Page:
Brenda V. Smith teaches in the Community Economic Development Law Clinic. She is also the Project Director for the Project on Addressing Prison Rape. In November, 2003, Professor Smith was appointed to the National Prison Rape Elimination Commission by the United States House of Representatives Minority Leader, Nancy Pelosi (D-CA-12th). Professor Smith is an expert on issues at the intersection of gender, crime, class and sexuality. She is widely published and received the Emmalee C. Godsey Research Award for her scholarship. Recent articles include, Uncomfortable Places, Close Spaces: Theorizing Female Correctional Officers’ Sexual Interactions with Men and Boys in Custody, 59 U.C.L.A. L. Rev. 1690 (2012) and After Dothard: Female Correctional Workers and the Challenge to Employment Law, 8 FIU L.Rev. 469 (2013). In addition to teaching in the WCL Clinical Program, Professor Smith also teaches a seminar on Women, Crime and the Law.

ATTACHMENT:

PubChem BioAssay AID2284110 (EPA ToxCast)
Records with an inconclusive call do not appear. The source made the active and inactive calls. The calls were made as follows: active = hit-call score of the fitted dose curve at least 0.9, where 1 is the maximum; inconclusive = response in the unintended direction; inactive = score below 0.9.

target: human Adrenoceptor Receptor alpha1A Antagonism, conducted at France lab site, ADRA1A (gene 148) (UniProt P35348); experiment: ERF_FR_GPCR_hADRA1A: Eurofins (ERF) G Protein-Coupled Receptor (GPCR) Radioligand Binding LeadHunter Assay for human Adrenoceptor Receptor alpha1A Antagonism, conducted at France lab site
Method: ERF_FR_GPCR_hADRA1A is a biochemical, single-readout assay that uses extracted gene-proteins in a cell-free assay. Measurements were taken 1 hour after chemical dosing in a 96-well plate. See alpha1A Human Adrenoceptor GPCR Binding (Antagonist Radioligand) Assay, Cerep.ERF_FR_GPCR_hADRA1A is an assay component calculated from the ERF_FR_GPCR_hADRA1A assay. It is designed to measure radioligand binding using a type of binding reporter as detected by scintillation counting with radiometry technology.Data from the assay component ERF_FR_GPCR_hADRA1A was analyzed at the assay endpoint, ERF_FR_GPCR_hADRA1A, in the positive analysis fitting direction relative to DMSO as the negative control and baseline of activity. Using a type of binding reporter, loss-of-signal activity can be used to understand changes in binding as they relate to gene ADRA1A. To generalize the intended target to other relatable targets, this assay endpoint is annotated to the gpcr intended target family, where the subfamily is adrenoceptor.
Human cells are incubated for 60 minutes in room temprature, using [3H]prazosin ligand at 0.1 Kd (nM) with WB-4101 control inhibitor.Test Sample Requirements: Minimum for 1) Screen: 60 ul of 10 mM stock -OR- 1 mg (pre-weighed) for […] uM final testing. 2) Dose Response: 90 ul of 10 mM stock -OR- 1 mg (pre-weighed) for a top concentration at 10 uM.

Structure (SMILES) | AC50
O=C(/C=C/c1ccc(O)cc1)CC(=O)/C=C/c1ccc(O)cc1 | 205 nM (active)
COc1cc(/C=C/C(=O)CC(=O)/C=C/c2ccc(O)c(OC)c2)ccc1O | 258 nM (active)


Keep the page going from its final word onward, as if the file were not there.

On September 10, 2013, we celebrated Bail Reform Month with the Justice Policy Institute and the Pretrial Justice Institute. The presenters included Michael Jones, a senior project associate for PJI, and Spike Bradford, who serves as JPI's juvenile justice expert. The recording of the call will be available shortly.
On Wednesday, June 5, 2013 our advocacy call featured a discussion on sentencing and re-sentencing JLWOP
cases post Miller featuring, LaShunda Hill, state strategist for the Campaign for the
Fair Sentencing of Youth and Marc
Bookman, Director of Atlantic Center for Capital Representation. You can listen to the call here.